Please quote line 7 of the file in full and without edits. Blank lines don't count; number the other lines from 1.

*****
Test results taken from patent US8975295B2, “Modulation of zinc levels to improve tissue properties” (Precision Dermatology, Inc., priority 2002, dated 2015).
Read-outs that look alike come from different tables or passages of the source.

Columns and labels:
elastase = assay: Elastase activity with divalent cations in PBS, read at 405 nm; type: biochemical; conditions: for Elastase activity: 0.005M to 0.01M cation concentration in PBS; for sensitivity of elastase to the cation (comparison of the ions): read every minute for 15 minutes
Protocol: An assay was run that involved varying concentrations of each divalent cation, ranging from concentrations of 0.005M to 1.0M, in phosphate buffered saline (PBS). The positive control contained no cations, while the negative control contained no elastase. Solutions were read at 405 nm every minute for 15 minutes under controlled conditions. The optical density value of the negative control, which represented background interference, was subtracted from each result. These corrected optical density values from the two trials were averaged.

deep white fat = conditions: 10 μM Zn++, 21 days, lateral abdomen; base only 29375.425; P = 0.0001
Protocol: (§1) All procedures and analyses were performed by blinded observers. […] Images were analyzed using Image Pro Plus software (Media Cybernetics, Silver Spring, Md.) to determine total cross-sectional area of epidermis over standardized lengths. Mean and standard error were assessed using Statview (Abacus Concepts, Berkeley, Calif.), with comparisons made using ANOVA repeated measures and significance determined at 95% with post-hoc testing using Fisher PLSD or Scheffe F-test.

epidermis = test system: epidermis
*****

Protocol: (§1) All procedures and analyses were performed by blinded observers. […] Images were analyzed using Image Pro Plus software (Media Cybernetics, Silver Spring, Md.) to determine total cross-sectional area of epidermis over standardized lengths. Mean and standard error were assessed using Statview (Abacus Concepts, Berkeley, Calif.), with comparisons made using ANOVA repeated measures and significance determined at 95% with post-hoc testing using Fisher PLSD or Scheffe F-test.